From Churchill Downs to Delaware Park, horse racing has created some of sport’s most mesmerizing venues. Whether it’s the dirt or grass surface, the high hurdles or the punters’ outfits, it always delivers a spectacle. Over the last decade, online sports betting has added to the excitement through the innovation of in-play betting and allowing punters to hold off on their bets and stake during races. The result? A fun, enthralling and restless crowd!
This has prompted much discussion about the effectiveness of late betting. Is it financially worth it? Does it hinder or boost the odds? These are some of the questions frequently being asked. We dive into this debate to discuss when gamblers should consider late betting in horse racing.
Sports betting and horse racing
Since its beginning, horse racing and betting have gone hand in hand. In America alone, approximately $12 billion is staked annually and an additional $100-$150 billion is estimated to be placed through the illegal sports betting market. With a new wave of online sports books such as NYRA bets entering the online domain, these numbers will likely increase.
There are several different types of horse racing, each with its own cult of passionate fans who come to enjoy the day and bet on some of the best horses in the world.
Late betting indicators
Late betting refers to bets placed during the race and gives gamblers an opportunity to observe horses’ performance in progress. Experienced punters constantly analyze a horse’s stride, how much the jockey has to push them and the ease of their leaps. These are the key indicators they study before placing a bet.
So, is it better to bet early or late? Betting early is the more popular approach, but it does have its drawbacks. Some races go on for a couple of minutes and horses are unpredictable. They can tire out, fail to start or, worse, fall. Late betting allows you to watch them in real time and make a judgment based on their performance. It is a gamble, but you get a better sense of the horse’s performance and whether it will make it to the finish line.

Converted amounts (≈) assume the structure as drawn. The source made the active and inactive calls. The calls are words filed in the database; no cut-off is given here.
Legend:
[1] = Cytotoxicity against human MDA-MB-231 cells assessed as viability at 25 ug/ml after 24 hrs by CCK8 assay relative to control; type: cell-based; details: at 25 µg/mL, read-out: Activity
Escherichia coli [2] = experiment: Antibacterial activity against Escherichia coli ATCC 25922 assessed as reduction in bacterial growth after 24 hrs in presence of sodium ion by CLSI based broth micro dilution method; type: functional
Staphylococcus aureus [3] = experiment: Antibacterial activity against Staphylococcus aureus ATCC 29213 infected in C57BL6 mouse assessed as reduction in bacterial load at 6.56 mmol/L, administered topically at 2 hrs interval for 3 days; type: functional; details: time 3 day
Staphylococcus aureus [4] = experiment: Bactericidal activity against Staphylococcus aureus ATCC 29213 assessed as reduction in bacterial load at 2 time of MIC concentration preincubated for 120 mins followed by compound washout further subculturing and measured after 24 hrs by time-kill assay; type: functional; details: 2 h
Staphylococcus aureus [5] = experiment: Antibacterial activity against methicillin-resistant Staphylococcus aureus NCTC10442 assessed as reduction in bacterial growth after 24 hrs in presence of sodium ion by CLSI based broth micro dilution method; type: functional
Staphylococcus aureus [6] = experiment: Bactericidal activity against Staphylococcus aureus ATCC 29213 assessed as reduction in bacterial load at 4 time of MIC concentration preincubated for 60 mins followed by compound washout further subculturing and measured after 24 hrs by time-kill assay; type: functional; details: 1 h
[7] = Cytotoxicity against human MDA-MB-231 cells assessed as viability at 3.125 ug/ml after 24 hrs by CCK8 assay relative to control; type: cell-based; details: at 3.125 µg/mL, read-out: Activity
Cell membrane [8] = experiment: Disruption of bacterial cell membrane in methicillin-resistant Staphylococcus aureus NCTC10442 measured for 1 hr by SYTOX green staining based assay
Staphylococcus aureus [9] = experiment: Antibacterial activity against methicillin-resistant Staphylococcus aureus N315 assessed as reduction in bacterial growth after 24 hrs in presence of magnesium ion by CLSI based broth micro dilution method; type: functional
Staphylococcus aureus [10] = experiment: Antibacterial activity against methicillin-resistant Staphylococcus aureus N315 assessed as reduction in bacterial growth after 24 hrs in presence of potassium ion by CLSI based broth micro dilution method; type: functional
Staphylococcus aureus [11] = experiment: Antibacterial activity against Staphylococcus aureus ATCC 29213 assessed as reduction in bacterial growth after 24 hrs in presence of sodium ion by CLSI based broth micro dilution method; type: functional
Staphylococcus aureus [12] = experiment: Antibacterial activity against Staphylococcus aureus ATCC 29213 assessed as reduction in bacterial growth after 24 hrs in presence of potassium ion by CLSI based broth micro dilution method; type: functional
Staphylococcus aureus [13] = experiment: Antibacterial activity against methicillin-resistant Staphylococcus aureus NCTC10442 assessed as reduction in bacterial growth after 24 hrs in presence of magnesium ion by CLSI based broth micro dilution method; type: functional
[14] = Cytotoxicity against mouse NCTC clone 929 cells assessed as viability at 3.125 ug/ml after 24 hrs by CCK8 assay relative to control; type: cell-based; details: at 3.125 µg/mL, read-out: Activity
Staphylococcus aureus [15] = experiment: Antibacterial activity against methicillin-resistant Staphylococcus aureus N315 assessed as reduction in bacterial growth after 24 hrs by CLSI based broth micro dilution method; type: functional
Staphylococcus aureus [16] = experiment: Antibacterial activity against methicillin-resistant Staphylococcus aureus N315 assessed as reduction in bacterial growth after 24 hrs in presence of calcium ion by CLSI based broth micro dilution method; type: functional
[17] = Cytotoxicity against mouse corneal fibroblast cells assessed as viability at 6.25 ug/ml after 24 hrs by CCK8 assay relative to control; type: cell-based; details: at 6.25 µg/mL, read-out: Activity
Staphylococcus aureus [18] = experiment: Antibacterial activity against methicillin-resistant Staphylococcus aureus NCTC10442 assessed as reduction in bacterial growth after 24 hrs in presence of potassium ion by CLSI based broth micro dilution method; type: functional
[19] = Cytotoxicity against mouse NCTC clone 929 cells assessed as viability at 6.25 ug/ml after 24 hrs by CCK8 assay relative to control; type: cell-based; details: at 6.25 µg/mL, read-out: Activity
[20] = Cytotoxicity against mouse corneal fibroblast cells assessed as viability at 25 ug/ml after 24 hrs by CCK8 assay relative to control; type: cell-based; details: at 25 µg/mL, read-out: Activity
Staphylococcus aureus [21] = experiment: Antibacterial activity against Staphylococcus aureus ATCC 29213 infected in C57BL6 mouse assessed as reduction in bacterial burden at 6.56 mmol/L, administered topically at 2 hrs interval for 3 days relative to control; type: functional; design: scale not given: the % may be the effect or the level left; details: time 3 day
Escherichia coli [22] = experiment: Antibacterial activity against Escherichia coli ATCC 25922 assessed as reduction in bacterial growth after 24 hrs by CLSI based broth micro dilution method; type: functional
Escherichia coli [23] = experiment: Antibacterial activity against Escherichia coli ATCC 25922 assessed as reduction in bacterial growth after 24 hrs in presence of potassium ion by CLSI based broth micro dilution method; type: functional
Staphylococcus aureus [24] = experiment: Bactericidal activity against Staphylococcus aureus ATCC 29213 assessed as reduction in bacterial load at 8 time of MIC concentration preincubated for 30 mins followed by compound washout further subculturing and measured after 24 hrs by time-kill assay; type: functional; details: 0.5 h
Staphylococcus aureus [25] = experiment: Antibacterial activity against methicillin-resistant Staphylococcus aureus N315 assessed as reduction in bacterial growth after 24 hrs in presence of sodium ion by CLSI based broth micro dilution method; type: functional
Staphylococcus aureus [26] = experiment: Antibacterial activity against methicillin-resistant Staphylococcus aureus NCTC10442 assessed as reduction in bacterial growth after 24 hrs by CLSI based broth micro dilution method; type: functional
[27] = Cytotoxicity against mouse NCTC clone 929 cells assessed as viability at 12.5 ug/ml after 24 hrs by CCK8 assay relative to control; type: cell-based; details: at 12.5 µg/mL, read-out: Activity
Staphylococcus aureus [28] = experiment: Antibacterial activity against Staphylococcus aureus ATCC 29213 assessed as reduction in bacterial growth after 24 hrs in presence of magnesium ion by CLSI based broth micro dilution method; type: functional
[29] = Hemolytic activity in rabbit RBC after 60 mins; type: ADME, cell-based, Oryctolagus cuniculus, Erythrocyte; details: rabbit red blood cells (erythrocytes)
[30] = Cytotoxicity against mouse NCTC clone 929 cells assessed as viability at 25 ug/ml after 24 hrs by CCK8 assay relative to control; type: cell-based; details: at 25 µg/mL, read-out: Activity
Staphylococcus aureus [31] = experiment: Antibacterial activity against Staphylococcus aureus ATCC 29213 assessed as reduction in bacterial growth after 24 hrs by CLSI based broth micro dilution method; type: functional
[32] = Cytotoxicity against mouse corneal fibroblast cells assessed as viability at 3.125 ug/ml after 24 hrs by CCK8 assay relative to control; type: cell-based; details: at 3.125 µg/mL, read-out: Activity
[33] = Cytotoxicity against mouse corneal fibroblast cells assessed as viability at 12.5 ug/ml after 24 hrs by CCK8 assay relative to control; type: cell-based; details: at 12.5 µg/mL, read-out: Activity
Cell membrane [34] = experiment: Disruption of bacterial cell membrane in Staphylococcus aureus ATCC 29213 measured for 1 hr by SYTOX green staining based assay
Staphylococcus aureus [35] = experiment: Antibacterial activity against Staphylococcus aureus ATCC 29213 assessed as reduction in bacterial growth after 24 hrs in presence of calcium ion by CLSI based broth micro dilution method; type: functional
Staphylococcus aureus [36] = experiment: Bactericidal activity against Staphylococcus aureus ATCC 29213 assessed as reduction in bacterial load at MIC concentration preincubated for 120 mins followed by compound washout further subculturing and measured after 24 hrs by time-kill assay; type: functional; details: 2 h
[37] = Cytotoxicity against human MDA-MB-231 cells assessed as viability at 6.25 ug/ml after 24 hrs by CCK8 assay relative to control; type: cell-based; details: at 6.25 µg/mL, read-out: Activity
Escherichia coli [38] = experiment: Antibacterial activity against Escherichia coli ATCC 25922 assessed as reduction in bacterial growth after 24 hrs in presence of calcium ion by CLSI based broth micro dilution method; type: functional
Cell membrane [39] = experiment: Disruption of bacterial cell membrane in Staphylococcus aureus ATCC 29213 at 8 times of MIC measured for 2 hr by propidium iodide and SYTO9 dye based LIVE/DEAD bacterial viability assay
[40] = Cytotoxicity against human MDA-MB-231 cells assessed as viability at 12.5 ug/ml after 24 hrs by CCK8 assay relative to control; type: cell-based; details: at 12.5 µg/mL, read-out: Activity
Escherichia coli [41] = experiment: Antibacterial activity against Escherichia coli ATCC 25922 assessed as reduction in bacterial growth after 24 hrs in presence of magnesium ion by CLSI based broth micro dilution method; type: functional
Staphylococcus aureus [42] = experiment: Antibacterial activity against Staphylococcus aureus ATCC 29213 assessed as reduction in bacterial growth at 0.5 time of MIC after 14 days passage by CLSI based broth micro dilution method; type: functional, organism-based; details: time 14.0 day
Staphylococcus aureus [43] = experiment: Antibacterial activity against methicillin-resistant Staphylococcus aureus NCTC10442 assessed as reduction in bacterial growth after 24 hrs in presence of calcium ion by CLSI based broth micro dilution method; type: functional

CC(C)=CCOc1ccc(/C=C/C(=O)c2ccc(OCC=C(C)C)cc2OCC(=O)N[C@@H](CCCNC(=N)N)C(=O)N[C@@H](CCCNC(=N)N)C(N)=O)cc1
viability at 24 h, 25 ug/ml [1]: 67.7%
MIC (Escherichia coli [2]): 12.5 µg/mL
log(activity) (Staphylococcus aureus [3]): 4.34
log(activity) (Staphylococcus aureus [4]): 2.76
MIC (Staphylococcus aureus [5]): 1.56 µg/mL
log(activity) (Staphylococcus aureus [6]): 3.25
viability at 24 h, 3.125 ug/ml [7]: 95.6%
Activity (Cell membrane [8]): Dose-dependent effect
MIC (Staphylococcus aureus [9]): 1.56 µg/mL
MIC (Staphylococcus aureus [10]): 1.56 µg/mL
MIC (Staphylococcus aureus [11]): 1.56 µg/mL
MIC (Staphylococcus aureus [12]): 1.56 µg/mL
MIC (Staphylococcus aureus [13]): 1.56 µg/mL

Interestingly enough, it’s not the best indicator for a horse to be leading the race from the start. Races are often won by horses from the middle or even the back of the pack, from where they then work their way up lap by lap. Horses at the front often exert themselves, which causes them to fall behind in later stages of the race. If your preferred horse is tight to the main group and not in front, it may be a good sign to place a late bet.
Physically being at the track gives you a more accurate way of reading the signals since you’re able to watch the horses close up. It also gives you the opportunity to watch the horses walk around the parade ring before the race. For experienced betters, this is the deciding factor when they consider which horse to stake on. They look at intricate details, such as the horse’s behavior, how they’re trotting and if they seem hungry for the challenge. Then, of course, there is also the buzz and lots of invaluable information you may pick up from other punters around you.
How to prepare for late betting
With late betting, preparation is key. Odds are constantly going up and down, so picking the right moment is crucial for a fruitful return. If your question is, how late can you bet on the Kentucky Derby? The answer is, up until the final straight. However, be sure to lock in a bet before the final straight since you may experience betting sites freezing all bets during the race. The same applies for all other races.
So, with time not on your side, there are a number of ways to make sure you are prepared. Firstly, picking out a shortlist of horses beforehand is a great way to avoid being overwhelmed by so many horses on the track. For instance, there are 20 horses in the Grand National. By picking out a select few, you’re able to react quicker when you are getting ready to place a late bet. Also bear in mind that odds are constantly changing as horses change positions, so being alert is crucial to placing a successful bet. Timing is everything.
Noting down the odds on offer beforehand is another great indicator of whether a bet is worth it or not. That’s because horse racing bets are explained by the odds. The higher the odds, the less likely a horse is to win in the eyes of the bookies. For example, if you bet on Tiger Roll at 100/1 and stake $10, you will win $1000 if it wins. How to read horse racing odds can be trickier for higher-ranking horses. Heavy favorites sometimes have odds as low as 4/5, which means that for every $4 dollars placed, you will make $1 profit if your horse wins.
Horse racing on BetMGM
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